“You must outsource such an investigation [into abuse]. Multidisciplinary and with free access to the archives. I emphasised that to the pope. Also very important: it concerns facts. Make sure that nothing remains swept under the carpet. If you want to properly investigate what went wrong in the various Church provinces and in the Vatican itself, it must be independent, and the results must be made public, with anjustification of the methods of investigation. Without any doubt.”

But Dr. Deetman also urged for caution:

“You must be careful, also when it concerns perpetrators. We have had to conclude that someone had been accused, but it later turned out that he or she could impossible have done it. You do damage someone’s reputation and name. And something else: something may be ‘plausible’, but even then there all kinds of degrees of plausibility”.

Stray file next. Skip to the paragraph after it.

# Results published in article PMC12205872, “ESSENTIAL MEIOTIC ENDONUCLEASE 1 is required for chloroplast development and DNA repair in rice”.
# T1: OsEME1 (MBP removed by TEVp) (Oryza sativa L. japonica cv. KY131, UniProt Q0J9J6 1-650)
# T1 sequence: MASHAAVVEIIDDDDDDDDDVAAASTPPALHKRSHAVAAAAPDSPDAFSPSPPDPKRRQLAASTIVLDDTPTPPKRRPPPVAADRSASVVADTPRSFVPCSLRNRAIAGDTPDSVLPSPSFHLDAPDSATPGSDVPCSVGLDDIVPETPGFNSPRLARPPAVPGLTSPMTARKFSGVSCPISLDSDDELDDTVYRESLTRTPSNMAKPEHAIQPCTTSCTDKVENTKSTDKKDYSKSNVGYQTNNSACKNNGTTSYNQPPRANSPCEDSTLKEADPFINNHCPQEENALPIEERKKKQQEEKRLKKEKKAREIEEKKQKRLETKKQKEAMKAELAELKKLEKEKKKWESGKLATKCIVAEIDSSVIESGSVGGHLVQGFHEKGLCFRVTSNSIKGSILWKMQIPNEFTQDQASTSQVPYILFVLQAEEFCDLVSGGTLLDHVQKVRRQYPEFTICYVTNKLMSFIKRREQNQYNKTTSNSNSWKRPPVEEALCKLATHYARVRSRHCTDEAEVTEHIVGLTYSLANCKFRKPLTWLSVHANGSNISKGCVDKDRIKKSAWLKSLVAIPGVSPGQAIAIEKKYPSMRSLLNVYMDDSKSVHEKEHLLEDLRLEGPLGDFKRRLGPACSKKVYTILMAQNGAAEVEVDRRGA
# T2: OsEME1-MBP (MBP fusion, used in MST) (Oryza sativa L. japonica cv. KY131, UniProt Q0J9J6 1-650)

This is a good reminder. In recent headline cases in which prelates have been accussed of knowing of the actions of abusers – I mention a Cardinal Wuerl or Farrell – conclusions are drawn before the facts have been studied. This is not something that should be encouraged, although it is understandable when it comes to such horrible acts.

Photo credit: [2] Servizio Fotografico – L’Osservatore Romano

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Cardinal Müller in the Netherlands – On forced retirement (of sorts), the Church’s response to secularism and criticising the Pope